Inside the Album:
Corey O – “Fire”
I cried writing the song “Fire”. Being from Lancaster Pa. opportunities like this are truly a blessing. Having the chance to examine our society and record my reaction on a record for “Music for Everyone” I was happy and yet full of tears. I was happy that I live in a place where I can even voice my opinions on injustice, but at the same time saddened by the thought of my daughter growing up in a world in which those same injustices are growing too. I cried when I realized it’s projects like this that are a timeless stance on the right side of history. I cried proud to be a combat veteran who’s found a way to cope with PTSD through music. I shed tears for our subjugated past, our turmoiled present and our uncertain future. The crying has since stopped and like any great storm the sun always returns to shine again. And with the sun comes a new day to confront injustice and discrimination and to accentuate and celebrate a bit of progress. A new day to chase your dreams. A new day to light the FIRE..”
“Hypocrisy of American Slavery” Frederick Douglass – July 5, 1852.
Voiceover by Ismail Smith-Wade-El
President, Lancaster City Council
I used symbols, texture and numbers to depict how radiant Amanda Gorman was in red and gold the day of the inauguration. How powerful it was to witness a young Black woman, gifting the world with words that she wrote, front and center, against the backdrop of the countries democracy. How much bigger her spirit appeared than her body. I reimagined a million of her ancestors surrounding her in a spiral circle. You’ll notice deep Black melanin, abundant elements that can be found in the universe and is the key atom found in all living matter. You’ll notice cowrie shells added for their divinity and trade currency use practiced in different parts of the world today, cotton and wool for its history in the domestication of enslaved Afrikans and its wide global use today, and lastly an up-cylced ceramic pendant handcrafted in Nigria. The culmination is powerful!Visit her Social Media and discover more of her art at The Lancaster Public Arts Facebook or Instagram pages.
Gracie Berry – Ancestor Tones
Rashid Noah – Poet
This poem was inspired by Tim O’Brien’s short story “The Things They Carried.” The story is about American soldiers fighting on the ground in Vietnam and the things, both tangible (malaria tablets, weapons, tents, pictures, and mementos), and intangible (memories, love, fear, sadness, and regrets) that they carried with them every day. As a Black, Muslim, immigrant living in America, I “carry” things too, both tangible (identification, receipts, and a buffer space), and intangible (fear, memories, caution, and anger). It is set in one of those big warehouse stores, think Walmart, and how on a daily grocery run, my life, although not as dangerous, resembles soldiers on the frontline.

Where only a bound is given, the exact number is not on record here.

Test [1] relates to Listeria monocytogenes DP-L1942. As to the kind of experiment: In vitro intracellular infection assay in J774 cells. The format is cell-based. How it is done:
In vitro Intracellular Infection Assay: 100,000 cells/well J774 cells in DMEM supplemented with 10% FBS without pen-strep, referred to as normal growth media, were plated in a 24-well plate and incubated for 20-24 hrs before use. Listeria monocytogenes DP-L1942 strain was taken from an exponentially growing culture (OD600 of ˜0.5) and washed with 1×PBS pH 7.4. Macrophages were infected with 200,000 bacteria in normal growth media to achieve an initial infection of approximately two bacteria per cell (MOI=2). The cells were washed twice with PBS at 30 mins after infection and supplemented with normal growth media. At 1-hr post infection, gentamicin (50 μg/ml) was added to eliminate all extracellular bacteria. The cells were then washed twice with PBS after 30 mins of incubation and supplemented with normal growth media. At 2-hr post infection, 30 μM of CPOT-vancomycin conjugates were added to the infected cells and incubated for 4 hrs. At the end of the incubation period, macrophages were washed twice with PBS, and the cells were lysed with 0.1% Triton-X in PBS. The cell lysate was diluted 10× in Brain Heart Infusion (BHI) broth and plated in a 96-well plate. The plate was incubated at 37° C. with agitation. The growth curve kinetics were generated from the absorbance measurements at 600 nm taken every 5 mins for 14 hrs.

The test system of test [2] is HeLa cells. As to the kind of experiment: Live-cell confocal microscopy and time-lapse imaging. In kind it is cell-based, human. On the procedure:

MFE is proud to partner with local community benefit organizations who are doing exceptional social justice work. In this volume of Songs for Justice we highlight Crispus Attucks Community Center.
Crispus Attucks Community Center strives to improve the quality of life for youth and families in Lancaster by providing services that promote prosperity and physical & mental health, and by offering programs and cultural events that preserve and celebrate the African American heritage.
Crispus Attucks Community Center strives to improve the quality of life for youth and families in Lancaster by providing services that promote community prosperity, physical and mental health; and by offering programs and cultural events which preserve the African American heritage.
Crispus Attucks sponsors community-wide cultural events, including Lancaster’s Annual Rev. Dr. Martin Luther King Jr. Breakfast, Black History Month events, and the Juneteenth Celebration. The Center is also home base for the African American Veterans Project and the African American Historical Society.
The origins of the Crispus Attucks Community Center are found in the decade after World War I when local veterans returned to a society that was profoundly segregated along racial lines. Lancaster County’s African-American population, due in large part to discrimination and segregation in all aspects of County life, had declined by 30% from a pre-Civil War high of 3,600. A recently arrived pastor at Lancaster City’s Bethel A.M.E. Church, Rev. F.M. Webster, conceived the idea of a “Negro Civic League” to promote the interests of local Blacks in the social, economic, and political arenas. Civic Leagues existed in other states of the Union and Lancaster had a pressing need for what, in today’s terms would be considered a civil rights organization.